The Chevron v. Ecuador arbitration presents a crystal example of how what was originally an environmental dispute seeking remediation for one of the worst environmental disasters in history involving oil spillage into 4,400 square kilometers of the Amazon rainforest – ultimately mutated into the investors’ denial of justice claim in investor-State arbitration.  At least, in my view, while  the erudite tribunal in this case thoroughly set out the technical legal reasoning in its award on the precise legal issues of the investment treaty breaches alleged, the award itself more broadly demonstrates that we may well be at the point that a dedicated separate international dispute settlement system might already be necessary to properly adjudicate victims’ claims in human rights and environmental disputes. (Notably, other scholars refer to this dispute to highlight the illegitimacy or alleged exces de poivre of arbitral tribunals making assessments and evaluations of the acts or decisions of domestic courts and judicial systems ipso facto – a significant  heavily disputed structural matter about the current investor-State dispute settlement system, which is, however, not the law and policy observation I make here.) Some efforts looking beyond the narrow ISDS framework, among others, include projects such as the drafting of the new Hague Rules on Business and Human Rights Arbitration; the tentative and non-binding 15 September 2016 policy paper of the Office of the Prosecutor of the International Criminal Court exploring the possibility of prosecuting environmental crimes; as well as the Permanent Court of Arbitration’s suite of environmental dispute resolution procedures (interstate arbitration under environmental treaties, mixed dispute resolution under environmental instruments and contracts, specialized environmental rules for arbitration and conciliation).  To date, these initiatives have not gone much further beyond their incubation.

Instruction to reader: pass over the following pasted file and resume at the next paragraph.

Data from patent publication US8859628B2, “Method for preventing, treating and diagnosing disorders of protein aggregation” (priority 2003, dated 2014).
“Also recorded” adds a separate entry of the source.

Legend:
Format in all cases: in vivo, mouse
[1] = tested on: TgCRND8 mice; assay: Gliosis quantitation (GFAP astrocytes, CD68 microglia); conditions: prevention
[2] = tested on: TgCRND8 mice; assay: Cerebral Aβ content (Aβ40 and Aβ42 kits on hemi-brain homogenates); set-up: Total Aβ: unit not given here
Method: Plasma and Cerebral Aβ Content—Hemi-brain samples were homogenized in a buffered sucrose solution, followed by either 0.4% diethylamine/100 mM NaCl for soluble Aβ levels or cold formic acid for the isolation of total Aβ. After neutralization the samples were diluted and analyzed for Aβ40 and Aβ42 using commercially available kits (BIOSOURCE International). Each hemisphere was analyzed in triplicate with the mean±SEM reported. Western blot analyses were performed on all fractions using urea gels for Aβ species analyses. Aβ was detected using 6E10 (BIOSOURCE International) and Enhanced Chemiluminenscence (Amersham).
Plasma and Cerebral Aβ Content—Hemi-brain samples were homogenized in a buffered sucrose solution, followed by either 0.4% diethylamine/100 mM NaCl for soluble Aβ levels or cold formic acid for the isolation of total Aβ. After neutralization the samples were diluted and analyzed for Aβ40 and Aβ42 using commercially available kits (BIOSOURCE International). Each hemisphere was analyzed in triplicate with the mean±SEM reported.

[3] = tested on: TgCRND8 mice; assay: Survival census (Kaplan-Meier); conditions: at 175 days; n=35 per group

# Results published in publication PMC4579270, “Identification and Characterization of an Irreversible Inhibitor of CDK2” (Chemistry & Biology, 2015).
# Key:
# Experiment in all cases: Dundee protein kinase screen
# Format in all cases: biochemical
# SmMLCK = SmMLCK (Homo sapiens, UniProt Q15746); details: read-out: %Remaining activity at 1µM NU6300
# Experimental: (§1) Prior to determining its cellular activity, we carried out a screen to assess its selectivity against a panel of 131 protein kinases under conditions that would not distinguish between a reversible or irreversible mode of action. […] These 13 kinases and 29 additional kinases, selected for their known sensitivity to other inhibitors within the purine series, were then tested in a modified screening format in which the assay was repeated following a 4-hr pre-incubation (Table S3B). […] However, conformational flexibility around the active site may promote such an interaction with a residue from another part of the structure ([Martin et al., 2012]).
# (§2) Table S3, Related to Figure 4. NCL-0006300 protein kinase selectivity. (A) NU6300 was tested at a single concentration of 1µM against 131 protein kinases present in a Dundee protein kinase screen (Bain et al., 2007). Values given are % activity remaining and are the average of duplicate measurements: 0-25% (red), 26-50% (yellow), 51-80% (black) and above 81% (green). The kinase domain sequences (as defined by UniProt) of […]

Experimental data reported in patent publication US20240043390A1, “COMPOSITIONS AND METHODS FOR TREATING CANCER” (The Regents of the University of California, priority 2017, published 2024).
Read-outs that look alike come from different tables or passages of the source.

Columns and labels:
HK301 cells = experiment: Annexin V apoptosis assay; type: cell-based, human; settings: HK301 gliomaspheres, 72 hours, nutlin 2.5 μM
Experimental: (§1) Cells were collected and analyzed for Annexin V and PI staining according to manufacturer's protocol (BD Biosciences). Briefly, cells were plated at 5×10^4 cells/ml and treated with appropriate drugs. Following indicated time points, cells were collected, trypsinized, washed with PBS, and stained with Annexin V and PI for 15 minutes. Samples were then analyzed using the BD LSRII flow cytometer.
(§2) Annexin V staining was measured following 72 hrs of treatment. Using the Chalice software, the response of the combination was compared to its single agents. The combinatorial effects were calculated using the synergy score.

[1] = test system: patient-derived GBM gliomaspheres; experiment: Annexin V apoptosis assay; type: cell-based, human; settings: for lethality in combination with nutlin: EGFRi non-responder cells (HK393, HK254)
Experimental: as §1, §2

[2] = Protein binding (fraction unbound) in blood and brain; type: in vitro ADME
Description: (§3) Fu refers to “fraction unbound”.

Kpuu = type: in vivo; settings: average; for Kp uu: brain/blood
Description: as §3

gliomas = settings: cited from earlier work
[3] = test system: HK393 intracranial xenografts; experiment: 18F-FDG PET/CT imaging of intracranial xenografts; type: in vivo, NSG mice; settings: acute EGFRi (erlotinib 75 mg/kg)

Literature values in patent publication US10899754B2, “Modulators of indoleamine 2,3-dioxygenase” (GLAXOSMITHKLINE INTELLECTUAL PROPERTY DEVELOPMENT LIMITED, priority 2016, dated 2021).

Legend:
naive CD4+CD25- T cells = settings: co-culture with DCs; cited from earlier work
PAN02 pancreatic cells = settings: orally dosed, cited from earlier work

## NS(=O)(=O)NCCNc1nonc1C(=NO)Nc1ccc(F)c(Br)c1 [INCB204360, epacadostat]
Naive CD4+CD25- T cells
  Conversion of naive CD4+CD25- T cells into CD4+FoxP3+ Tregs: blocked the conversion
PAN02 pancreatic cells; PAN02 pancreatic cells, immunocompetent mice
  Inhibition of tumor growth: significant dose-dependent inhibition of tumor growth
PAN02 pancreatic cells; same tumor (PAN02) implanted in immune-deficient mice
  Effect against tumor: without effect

The most difficult aspect of the Chevron v. Ecuador case is the fact that the arbitration turned on the issue of Ecuador’s investment treaty breaches over what Chevron alleged were very troubling serious acts of fraud and corruption committed by lawyers and judges to produce a favorable 2011 Ecuador court judgment for the environmental plaintiffs.  The fraud and corruption allegations have long since overshadowed the urgency of decades of environmental damage that have largely gone without significant and continuing remedy, alongside ongoing health problems from toxic contamination that have impacted indigenous peoples and local communities for generations. (Note: this pollution disaster originated long before I or generations of current international lawyers were even born.) The Chevron v. Ecuador arbitration succeeded in laying the blame on Ecuador since, for the tribunal, Chevron had already been released from its obligations of remediation under the 1995-1998 Settlement Agreements.  Unfortunately, the arbitral award does not lay out any detailed environmental analysis to explain why contracts such as the 1995-1998 Settlement Agreements would be sufficient to release private parties from short-term, medium-term, and long-term remediation efforts to restore the ecosystem, and whether such releases were at all consistent with international public policy and Ecuador’s own commitments under international law (especially international environmental treaties and customary international environmental law).  Neither did the tribunal explore whether Ecuador alone had the right to conclude the Settlement Agreements on behalf of all the environmental plaintiffs and affected communities, or if Ecuador could indeed effectively and exclusively represent the environmental plaintiffs and affected communities in the investor-State arbitration considering how its government agents exercised oversight (or lack thereof) with respect to the environmental disaster.  Because environmental plaintiffs, indigenous peoples, and affected communities continue to be dependent on the host State of the investment to vindicate their claims against foreign investors, the investor-State dispute settlement system simply cannot lend any of these environmental, indigenous, and local plaintiffs any real, much less effective, voice over their fight to restore the Amazon to health.  While plaintiffs are mired in multiple litigations and arbitrations around the world to seek accountability from either Chevron and its affiliates or their own government in Ecuador, there is virtually no dedicated State, inter-State, regional, or public-private partnership cooperative efforts to try and achieve environmental restoration in the affected 4,400 square kilometers of the Amazon, as depicted in the map below (source here):